Don’t make the same mistake I did for years. I didn’t think all those “little” investments of work mattered. All your work matters, so make it all count. (Click here to Tweet) Be purposeful. Be intentional. Be impactful.

2. Build relationships through service. There are so many ways to serve others. Write online book reviews for your favorite speakers and authors. Write a guest blog post for a blogging friend. Speak for free. Do the announcements or emcee an event. I listened to a webinar by Kathi Lipp last week where she advised interning for a local speaker to learn the “business” of ministry. Say “yes” as often as you possibly can.

We shouldn’t serve expecting to get something in return (Just like most people, I have a nose for that, and I don’t like it.), but people who we serve often want to help us when it’s our turn. For example, Kathi shared she often refers her interns when she’s unable to speak for an event. My friend who was the catalyst for this article is reading my manuscript and giving me enormously valuable feedback. I know she’s doing it because she loves me, but you’d better believe I’ll throw all my energy into helping her when it’s her turn. (And I guarantee it WILL be her turn some day!!)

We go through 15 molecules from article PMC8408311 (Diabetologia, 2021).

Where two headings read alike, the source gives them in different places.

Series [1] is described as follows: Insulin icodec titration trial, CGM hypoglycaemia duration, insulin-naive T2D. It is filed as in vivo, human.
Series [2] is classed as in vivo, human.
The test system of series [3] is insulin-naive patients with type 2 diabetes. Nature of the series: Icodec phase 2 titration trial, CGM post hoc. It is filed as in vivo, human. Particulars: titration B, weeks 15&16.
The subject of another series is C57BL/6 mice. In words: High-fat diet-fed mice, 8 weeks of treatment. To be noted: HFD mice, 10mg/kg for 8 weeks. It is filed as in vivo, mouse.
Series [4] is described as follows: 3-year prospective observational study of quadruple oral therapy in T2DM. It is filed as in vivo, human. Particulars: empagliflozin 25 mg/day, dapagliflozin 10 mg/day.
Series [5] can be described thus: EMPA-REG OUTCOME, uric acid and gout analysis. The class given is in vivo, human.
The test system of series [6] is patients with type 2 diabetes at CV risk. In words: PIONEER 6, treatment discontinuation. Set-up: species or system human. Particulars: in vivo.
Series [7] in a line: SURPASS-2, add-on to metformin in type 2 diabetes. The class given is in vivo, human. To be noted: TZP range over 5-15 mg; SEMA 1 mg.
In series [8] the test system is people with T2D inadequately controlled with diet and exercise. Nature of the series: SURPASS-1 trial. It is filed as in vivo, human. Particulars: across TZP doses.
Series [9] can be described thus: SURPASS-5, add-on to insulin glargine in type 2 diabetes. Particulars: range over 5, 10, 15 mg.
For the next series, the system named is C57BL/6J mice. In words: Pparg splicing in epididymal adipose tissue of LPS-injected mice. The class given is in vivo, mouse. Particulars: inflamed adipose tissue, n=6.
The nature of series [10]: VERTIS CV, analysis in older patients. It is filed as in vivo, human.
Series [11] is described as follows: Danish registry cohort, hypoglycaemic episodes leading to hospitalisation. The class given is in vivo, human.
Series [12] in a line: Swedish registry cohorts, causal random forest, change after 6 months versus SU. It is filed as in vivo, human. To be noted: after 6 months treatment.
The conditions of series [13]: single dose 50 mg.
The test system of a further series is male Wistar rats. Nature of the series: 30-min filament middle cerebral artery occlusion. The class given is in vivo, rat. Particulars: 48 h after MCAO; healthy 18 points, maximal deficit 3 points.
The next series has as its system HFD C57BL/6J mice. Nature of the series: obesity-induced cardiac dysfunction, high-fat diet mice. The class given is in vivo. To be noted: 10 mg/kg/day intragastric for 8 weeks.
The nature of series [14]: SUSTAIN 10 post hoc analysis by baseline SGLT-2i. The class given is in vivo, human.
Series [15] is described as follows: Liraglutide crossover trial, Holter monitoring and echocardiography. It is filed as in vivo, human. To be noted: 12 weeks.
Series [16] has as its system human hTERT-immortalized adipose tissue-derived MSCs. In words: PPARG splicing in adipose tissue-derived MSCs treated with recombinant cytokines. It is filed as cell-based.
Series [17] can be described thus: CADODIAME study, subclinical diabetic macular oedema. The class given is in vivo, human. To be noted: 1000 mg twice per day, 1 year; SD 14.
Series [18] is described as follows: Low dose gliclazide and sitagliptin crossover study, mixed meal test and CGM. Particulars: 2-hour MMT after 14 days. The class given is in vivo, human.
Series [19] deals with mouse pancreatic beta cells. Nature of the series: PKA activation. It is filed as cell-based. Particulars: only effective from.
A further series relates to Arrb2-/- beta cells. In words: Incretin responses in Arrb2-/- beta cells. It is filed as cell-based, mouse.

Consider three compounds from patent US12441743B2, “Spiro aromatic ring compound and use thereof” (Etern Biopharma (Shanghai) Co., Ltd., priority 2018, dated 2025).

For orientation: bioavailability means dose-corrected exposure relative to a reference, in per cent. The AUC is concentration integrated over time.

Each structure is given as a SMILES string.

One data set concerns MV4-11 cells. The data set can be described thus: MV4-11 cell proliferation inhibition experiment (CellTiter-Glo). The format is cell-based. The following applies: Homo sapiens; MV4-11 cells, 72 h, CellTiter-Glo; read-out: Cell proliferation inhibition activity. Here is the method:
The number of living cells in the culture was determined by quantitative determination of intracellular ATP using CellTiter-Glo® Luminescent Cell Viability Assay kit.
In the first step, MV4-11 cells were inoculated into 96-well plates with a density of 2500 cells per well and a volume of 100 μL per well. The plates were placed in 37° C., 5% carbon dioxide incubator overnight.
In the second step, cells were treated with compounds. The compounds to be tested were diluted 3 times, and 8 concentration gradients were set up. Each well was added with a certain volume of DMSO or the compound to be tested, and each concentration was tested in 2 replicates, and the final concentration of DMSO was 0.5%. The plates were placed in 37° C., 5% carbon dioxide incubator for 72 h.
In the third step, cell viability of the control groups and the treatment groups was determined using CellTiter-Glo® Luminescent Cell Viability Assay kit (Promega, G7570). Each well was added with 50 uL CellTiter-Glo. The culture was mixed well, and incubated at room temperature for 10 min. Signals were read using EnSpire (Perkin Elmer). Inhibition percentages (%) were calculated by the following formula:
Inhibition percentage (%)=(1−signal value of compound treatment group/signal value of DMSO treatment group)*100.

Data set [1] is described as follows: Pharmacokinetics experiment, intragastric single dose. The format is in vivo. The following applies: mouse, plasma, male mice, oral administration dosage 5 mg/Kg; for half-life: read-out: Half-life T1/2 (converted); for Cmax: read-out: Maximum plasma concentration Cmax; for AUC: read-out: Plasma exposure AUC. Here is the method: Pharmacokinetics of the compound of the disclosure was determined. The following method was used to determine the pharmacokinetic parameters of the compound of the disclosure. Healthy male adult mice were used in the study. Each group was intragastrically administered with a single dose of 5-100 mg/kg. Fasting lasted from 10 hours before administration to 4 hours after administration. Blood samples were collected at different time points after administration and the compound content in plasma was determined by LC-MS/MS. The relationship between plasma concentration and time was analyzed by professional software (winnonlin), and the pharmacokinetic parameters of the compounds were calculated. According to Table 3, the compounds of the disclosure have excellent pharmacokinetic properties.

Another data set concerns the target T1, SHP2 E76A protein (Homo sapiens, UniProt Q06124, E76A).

3. Invest in your growth. This is the most important one. While you’re waiting, make sure you’re ready for opportunity. Read blogs. Read books. Practice every chance you get. Share your message for free. Invest in coaching opportunities like Next Step, Platform University, or Compel. Attend conferences like She Speaks or Allume.

Most importantly, invest in your spiritual growth. Be very, very careful not to spend so much time working in ministry that you forget Who it’s all for. Enjoy God by spending time alone with Him each day. Take a spiritual retreat. Do a study. Fellowship with friends who are growing too. Be ruthless with your own sin. Pursue a spiritual mentor. Do what it takes to grow, grow, grow! (While you’re pursuing God, you’ll fall so in love with Him that the waiting will be easier –not easy, just easier. Avoid Him and the wait will be excruciating and fruitless.)